Presentation on theme: "PESTICIDE ACTION NETWORK ASIA AND THE PACIFIC Workshop on Development of Legal and Institutional Infrastructure Chemicals - (SAICM) Implementation, Bangkok,"— Presentation transcript:
PESTICIDE ACTION NETWORK ASIA AND THE PACIFIC Workshop on Development of Legal and Institutional Infrastructure Chemicals - (SAICM) Implementation, Bangkok, 23-25 May, 2007
OUR VISION “Our vision is a society that is truly democratic, equal, just, culturally diverse, and based on food sovereignty, gender justice and environmental sustainability.”
Represented in 15 countries in Asia and the Pacific 110 network partners 300 participants PAN ASIA AND THE PACIFIC Regional Network
Pesticide Action Network (PAN) Pesticide Action Network founded in 1982 with over 600 network participants working towards the reduction and elimination of hazardous pesticides and the promotion of ecological agriculture and alternatives to pesticides. PAN International network is coordinated through five regional coordinating centres: PAN Africa in Dakar, Senegal PAN Asia and the Pacific (PAN AP) in Penang, Malaysia PAN Europe in London, UK PAN Latin America (RAP-AL) in Palmira, Colombia PAN North America in San Francisco, U.S.A
Pesticides are used in conditions of poverty Many susceptible workers: pregnant women, very young / old workers, unhealthy workers, low literacy rates Importance of PPE: Awareness? Availability? Affordability? Wearability? No washing facilities in field; limited household washing facilities Photo: Catherina Wesseling, Costa Rica Photo: Francois Meienberg, Pakistan
Typical conditions of use Poor (no) spray equipment; nozzles cleared by blowing Many pesticide users know that pesticides are hazardous (product stewardship) but no major breakthrough in changing behavior and practices Registration of pesticides in developing countries: shortage of regulators and inspectors; check data rather than carry out risk evaluation Product quality, repackaging, adulteration, sales strategies Pesticides are valuable: No lockable storage facilities; storage in house Poor product information: pesticides for one crop (e.g. cotton) used on others (e.g. cowpea) Self medication – Clinics and hospitals remote; first aid training limited
Community Monitoring PAN works to build stronger linkages with affected communities and people’s movements to strengthen their struggle CPAM - PAN’s community monitoring methodologies are pioneering a community documentation, action and organising. Tool for community support and action. Documenting and recording of poisoning incidents has increased Victim of Pesticide Poisoning that caused Huge Lump on the Throat
Community Monitoring to enhance: Increase level of information and technical capacity on pesticides at local level Trained women and local leaders Information gathering Collaboration – community & health groups, NGOs/CSOs and “scientists ” Monitoring and Collection of Data: Identification of pesticides problems Assist in building awareness farmers, agricultural workers, rural women Feed into local/national interventions - campaigns, policy, IPM/Sustainable agriculture National/International Level Action Community Empowerment Through Community Based Pesticide Monitoring
Community monitoring Ban of paraquat in Malaysia Ban of endosulfan in Kerala, India Kamukaan pressure on banana plantation and alternative livelihoods Eloor community near a DDT plant in Kerala Ongoing documentation of pesticide problems in 8 countries in Asia and more are being planned Barren Village of Kamukaan, Philippines Pesticide Sprayer With a Knapsack Equipment
Case study: Paraquat: Threats to health Paraquat is highly acutely toxic & enters the body mainly by swallowing, or through damaged skin, but may also be inhaled 1 teaspoon of concentrated paraquat can result in death Death is by respiratory failure & may occur within a few days after poisoning or as long as a month later There is no antidote! Paraquat damages the lungs, heart, kidneys, adrenal glands, central nervous system, liver, muscles & spleen, causing multi-organ failure Severe acute & long-term health problems include severe dermatitis, second degree burns, nosebleeds, rapid heart rate, kidney failure, & respiratory failure Some chronic effects identified include: developmental & reproductive effects; links to skin cancer & Parkinson’s disease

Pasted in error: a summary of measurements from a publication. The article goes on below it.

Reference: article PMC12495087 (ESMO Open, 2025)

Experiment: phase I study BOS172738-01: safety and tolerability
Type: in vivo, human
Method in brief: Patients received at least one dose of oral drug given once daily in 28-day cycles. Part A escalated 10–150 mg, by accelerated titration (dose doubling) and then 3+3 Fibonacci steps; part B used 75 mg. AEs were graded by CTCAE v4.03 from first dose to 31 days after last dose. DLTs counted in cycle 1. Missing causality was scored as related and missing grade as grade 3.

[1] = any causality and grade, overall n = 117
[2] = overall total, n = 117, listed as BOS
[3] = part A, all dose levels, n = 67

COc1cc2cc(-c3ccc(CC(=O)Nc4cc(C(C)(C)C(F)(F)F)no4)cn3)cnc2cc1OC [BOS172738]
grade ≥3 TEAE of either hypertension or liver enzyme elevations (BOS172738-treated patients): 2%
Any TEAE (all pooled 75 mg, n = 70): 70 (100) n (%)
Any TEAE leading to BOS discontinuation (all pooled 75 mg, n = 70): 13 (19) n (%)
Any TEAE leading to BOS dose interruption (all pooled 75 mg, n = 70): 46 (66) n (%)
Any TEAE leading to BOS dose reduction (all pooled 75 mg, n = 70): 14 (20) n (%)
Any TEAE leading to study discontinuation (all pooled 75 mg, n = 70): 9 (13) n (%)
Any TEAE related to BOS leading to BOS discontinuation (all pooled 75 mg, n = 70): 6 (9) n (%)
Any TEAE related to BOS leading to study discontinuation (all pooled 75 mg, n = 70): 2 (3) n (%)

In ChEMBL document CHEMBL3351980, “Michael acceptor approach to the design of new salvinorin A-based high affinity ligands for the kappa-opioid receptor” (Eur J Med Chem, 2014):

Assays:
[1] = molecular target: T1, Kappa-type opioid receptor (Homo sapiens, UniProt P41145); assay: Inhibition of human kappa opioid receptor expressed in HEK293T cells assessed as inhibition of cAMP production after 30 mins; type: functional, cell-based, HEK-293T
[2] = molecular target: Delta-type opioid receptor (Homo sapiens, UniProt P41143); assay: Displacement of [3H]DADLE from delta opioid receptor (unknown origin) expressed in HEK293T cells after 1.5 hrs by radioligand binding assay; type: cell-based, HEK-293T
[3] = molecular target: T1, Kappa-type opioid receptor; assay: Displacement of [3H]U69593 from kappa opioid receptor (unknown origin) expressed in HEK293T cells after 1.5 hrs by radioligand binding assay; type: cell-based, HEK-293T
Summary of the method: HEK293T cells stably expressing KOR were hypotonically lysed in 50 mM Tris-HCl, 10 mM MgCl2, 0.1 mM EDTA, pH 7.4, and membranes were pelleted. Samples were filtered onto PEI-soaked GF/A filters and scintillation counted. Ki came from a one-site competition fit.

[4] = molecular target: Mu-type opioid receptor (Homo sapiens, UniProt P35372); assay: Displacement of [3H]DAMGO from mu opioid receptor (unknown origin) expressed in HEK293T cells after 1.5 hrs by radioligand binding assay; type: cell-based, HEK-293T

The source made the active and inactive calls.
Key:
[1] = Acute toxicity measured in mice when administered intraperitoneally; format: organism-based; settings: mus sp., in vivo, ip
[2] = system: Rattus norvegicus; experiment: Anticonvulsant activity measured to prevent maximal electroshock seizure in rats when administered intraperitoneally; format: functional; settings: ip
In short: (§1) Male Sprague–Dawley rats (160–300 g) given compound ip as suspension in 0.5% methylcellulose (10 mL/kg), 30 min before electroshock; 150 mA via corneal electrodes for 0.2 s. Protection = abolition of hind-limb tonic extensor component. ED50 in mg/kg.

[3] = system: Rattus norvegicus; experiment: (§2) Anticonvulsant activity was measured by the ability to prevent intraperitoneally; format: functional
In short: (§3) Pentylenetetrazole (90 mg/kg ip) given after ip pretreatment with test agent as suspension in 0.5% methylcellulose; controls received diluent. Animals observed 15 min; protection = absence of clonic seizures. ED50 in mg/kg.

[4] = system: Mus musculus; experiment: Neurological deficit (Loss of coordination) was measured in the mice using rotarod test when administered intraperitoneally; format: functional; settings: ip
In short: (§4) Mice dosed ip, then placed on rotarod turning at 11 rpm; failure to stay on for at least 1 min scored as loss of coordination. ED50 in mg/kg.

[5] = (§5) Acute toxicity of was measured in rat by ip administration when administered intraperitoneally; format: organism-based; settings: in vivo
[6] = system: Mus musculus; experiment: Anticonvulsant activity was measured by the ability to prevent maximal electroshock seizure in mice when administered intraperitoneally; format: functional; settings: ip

Women are the major workforce on plantations in Malaysia - around 30,000 women workers They routinely mix, handle & spray pesticides, & are poisoned by pesticides (mostly herbicides) they spray daily Women have suffered a myriad of serious acute & chronic health effects Problems in Malaysia Women Sprayers in the Estates Mixing the Pesticides with the Bare Hands
Community Based Pesticides Monitoring “Poisoned and Silenced” launched in 2001, identified paraquat as a main offender in palm oil plantations, & recommendations made for it to be banned along with all WHO Class 1 pesticides But since ban, Syngenta and MPOA has undertaken various activities to overturn the ban Malaysian Pesticides Board stands firm to ban. The industry approaches & appeals to the highest levels of political leadership Involvement of the Malaysian National Poisons Centre in the report, & activities by Tenaganita & PAN AP Malaysian Pesticide Board also concerned about the pesticide Paraquat banned in Malaysia in August 2002 1999- 2001 - PAN AP & Tenaganita (Women’s Force) work with women plantation workers on community based pesticides monitoring to assess health impacts
Malaysian Ban Under Threat April 15, 2005 - Malaysian govt plan to reconsider paraquat ban Agriculture & Agro-Based Industries Ministry decides on review after “presentations” made by small- holders & “key” industry players April 20, 2005 - PAN AP, Tenaganita & over 20 women plantation workers go to Malaysian Parliament to lobby MPs & Press Conference held "We will struggle and continue our fight to keep the ban on paraquat!” states Nagamah, women plantation workers leader Minister responds, decision on lifting ban left to Pesticides board PAN AP launches world-wide appeal to Malaysian Government to keep paraquat ban A further extension of paraquat’s use till 2007 is announced.